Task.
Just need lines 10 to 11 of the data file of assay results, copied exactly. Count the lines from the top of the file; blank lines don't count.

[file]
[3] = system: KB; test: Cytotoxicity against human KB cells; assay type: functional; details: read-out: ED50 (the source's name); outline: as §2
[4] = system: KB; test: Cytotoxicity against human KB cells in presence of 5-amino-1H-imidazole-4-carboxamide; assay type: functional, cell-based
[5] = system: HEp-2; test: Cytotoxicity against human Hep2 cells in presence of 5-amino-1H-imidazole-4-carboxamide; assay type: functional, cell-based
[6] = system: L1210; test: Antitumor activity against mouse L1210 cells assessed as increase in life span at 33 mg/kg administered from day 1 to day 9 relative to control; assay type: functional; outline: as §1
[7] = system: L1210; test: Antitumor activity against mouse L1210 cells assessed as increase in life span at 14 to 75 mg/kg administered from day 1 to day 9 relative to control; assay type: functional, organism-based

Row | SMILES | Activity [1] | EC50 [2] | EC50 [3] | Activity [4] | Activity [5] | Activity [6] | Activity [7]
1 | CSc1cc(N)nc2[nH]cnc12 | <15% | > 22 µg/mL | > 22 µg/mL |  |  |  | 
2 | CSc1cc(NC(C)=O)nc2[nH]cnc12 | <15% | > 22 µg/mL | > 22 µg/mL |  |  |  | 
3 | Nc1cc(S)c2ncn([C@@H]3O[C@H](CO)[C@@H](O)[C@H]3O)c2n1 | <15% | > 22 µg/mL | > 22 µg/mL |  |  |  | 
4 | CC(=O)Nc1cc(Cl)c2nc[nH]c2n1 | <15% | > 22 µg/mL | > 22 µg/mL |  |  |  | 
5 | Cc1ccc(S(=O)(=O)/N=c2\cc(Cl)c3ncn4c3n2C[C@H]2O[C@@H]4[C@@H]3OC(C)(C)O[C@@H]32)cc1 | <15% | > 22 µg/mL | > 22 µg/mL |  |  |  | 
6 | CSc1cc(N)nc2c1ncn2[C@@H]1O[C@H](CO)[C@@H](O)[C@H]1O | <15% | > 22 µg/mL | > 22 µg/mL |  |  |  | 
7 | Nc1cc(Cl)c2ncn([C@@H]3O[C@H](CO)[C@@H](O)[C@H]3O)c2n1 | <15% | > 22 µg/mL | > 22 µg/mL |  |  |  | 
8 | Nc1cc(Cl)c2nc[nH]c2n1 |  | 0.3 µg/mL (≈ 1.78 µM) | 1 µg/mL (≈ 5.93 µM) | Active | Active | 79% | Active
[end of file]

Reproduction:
4 | CC(=O)Nc1cc(Cl)c2nc[nH]c2n1 | <15% | > 22 µg/mL | > 22 µg/mL |  |  |  | 
5 | Cc1ccc(S(=O)(=O)/N=c2\cc(Cl)c3ncn4c3n2C[C@H]2O[C@@H]4[C@@H]3OC(C)(C)O[C@@H]32)cc1 | <15% | > 22 µg/mL | > 22 µg/mL |  |  |  | 